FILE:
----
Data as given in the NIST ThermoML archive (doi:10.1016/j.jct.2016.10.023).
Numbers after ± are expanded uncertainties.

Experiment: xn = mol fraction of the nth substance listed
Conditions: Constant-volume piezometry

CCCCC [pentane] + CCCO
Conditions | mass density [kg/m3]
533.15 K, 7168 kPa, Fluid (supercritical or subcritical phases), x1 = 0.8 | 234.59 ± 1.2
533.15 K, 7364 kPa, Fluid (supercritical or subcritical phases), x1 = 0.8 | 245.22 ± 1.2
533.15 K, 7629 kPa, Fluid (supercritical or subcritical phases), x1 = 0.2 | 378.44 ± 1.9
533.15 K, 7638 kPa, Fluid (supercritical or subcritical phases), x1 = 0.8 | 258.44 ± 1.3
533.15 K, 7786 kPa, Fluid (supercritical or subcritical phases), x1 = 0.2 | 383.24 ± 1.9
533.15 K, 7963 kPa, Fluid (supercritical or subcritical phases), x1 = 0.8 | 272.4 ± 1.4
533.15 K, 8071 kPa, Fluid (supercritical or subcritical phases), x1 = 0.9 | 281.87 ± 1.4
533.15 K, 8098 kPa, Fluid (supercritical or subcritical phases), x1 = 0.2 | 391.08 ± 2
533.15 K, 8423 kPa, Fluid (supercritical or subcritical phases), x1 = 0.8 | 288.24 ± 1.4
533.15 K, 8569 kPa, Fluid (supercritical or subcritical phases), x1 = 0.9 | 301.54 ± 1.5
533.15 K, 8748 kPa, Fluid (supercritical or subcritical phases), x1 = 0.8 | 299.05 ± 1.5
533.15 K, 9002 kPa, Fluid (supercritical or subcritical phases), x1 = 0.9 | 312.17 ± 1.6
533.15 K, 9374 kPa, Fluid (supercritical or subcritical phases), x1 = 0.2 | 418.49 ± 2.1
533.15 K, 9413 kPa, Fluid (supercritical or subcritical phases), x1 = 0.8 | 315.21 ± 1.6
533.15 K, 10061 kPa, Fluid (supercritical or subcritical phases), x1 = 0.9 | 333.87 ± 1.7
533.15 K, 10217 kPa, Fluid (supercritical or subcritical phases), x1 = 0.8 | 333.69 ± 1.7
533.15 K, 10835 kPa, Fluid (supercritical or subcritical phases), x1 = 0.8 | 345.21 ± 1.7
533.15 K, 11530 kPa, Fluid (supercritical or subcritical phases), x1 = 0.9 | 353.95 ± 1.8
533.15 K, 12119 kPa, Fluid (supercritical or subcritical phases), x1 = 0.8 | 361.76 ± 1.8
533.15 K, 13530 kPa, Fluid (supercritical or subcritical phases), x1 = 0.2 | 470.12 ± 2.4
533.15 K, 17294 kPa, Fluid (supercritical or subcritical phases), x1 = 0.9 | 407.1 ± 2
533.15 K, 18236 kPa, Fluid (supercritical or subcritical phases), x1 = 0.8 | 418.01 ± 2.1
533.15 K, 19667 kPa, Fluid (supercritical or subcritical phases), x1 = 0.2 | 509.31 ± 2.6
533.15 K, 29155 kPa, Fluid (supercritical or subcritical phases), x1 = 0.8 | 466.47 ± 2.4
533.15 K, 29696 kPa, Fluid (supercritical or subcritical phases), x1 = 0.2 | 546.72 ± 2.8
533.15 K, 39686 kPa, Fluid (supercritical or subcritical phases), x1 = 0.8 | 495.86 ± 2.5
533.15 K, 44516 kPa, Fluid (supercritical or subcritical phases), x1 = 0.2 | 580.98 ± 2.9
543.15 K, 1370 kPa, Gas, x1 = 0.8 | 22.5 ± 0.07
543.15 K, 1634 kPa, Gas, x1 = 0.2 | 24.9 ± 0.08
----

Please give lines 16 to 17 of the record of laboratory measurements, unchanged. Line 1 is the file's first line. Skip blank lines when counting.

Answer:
533.15 K, 8569 kPa, Fluid (supercritical or subcritical phases), x1 = 0.9 | 301.54 ± 1.5
533.15 K, 8748 kPa, Fluid (supercritical or subcritical phases), x1 = 0.8 | 299.05 ± 1.5